Hospital hearing denied
The long-awaited hearing that Greater Gilmer Joint Development Authority board members, local governments and many citizens wanted before the state Department of Community Health is not going to happen, according to one local official.
Instead, a “hearing officer” will look over the almost eight full pages of appeal and supporting documentation that opposes Piedmont Mountainside Hospital’s plans to operate a freestanding emergency room at the closed-down North Georgia Medical Center rather narrowly, said authority chairman Travis Crouch.
“The only thing the hearing officer is going to consider is whether the appeal was done properly and the evidence was evaluated properly,” he said last week. “We’re not going to be able to argue about insurance or economic impact or any of that stuff.”
Crouch, who is also the Post 2 county commissioner, was asked what would happen if it was determined the appeal had been filed properly.
“It’s not a question of whether the appeal was filed properly,” he said. “The only thing the hearing officer says he’ll rule on is: 1) the cost of the (refurbishing project to get the emergency department going) under that threshold of $2.878 million; and 2) he is thinking about ruling on whether this new precedent being set could actually be licensed.”
The new precedent is the freestanding emergency department Piedmont Mountainside has planned – scheduled to open Nov. 1 – which as the appeal points out, has been rejected by the Rural Hospital Stabilization Committee task force report of Gov. Nathan Deal released last July.
“But (the hearing officer) doesn’t think he can rule on that (precedent),” Crouch said of the conference call. “It’s just matters of procedure and law. So all he’s really going to rule on is – is the project going to cost more than the threshold or not? If Piedmont or SunLink have been provided any figures, we have asked for them. I don’t know that we have a lot of hope, really, based on what I heard in the conference call.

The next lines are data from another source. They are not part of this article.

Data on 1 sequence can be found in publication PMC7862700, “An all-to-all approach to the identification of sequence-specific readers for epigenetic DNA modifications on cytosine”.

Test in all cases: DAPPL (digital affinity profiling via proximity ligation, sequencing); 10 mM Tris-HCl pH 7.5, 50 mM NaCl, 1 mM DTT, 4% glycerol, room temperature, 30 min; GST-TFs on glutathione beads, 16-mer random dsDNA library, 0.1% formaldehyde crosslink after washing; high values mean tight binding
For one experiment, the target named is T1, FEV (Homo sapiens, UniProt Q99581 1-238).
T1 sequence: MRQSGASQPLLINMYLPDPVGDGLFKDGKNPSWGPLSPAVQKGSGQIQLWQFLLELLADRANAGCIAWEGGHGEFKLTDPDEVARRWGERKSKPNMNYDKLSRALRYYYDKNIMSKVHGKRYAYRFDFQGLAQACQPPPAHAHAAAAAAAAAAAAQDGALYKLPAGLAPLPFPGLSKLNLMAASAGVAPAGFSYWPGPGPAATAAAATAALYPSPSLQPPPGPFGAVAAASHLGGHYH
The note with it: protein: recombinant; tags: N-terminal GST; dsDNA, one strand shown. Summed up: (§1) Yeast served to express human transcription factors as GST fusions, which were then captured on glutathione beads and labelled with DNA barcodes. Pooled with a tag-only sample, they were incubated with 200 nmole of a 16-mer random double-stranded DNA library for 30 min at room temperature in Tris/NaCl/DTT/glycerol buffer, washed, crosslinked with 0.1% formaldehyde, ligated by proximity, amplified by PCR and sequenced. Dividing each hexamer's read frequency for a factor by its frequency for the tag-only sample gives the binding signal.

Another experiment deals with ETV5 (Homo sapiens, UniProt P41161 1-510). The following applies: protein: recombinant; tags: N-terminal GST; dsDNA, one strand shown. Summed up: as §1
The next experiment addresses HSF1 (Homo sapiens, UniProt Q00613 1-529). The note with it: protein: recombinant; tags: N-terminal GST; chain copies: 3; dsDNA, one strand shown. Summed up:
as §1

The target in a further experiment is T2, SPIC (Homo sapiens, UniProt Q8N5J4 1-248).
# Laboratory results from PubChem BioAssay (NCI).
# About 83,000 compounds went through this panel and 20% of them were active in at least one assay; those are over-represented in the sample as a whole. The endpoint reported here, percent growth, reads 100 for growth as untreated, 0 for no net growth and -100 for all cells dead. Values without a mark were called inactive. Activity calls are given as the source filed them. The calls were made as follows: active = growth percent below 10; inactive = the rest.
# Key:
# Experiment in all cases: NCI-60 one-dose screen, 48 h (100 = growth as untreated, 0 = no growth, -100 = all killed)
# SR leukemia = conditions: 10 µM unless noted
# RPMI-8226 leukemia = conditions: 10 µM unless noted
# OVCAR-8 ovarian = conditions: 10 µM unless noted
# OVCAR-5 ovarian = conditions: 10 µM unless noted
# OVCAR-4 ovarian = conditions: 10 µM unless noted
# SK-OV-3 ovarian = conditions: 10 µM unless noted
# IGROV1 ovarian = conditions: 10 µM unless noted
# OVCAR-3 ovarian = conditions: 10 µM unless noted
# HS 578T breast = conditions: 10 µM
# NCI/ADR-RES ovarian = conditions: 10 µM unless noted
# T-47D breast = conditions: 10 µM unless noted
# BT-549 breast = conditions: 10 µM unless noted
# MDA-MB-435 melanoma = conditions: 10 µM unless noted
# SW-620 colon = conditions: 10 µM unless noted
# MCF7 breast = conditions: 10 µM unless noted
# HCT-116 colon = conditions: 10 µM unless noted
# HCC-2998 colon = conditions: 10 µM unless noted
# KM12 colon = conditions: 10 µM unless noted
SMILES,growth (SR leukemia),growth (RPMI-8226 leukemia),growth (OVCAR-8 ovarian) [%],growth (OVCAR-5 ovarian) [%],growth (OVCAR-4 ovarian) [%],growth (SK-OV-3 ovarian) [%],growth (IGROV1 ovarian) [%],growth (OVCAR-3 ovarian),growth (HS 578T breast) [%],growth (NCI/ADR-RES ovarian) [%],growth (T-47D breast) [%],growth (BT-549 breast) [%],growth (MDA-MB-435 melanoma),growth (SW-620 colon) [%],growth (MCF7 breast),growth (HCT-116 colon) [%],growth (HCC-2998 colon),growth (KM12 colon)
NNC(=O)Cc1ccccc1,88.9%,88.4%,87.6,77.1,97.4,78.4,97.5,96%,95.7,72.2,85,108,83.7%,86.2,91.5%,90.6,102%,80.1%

‘He threw (them) out’
“All our other arguments he threw out. He said, ‘I can’t rule on that,’ ‘I can’t rule on that,’ ‘I can’t rule on that’ and ‘I can’t rule on that.’ It’s kind of like the legal appeal of a court case: was proper procedure followed? That’s all he’s really going to (rule on).”
The “threshold” Piedmont Mountainside has to stay under for refurbishing North Georgia Medical is $2.878 million to avoid Community Health reviewing the valued certificate of need for the Ellijay hospital, according to Crouch. If Piedmont Mountainside does not open any overnight-stay hospital beds in North Georgia Medical by next May, the certificate of need will lapse and local officials said it will be almost impossible for the county to obtain a new one for a future new hospital, or to refurbish and reopen the one now closed.
The threshold amount is indexed each year for inflation in July. Jeremy Arieh, deputy director of communications and legislative affairs with Community Health, told the Times-Courier he checked with the agency’s Office of Health Planning and found the new certificate of need threshold is $2.903 million.
Arieh did not say if the old or new threshold will apply since Piedmont Mountainside filed its letter of determination to open the emergency department at North Georgia Medical earlier this year.
A representative of Piedmont Health Care in Atlanta preferred not to comment for this story.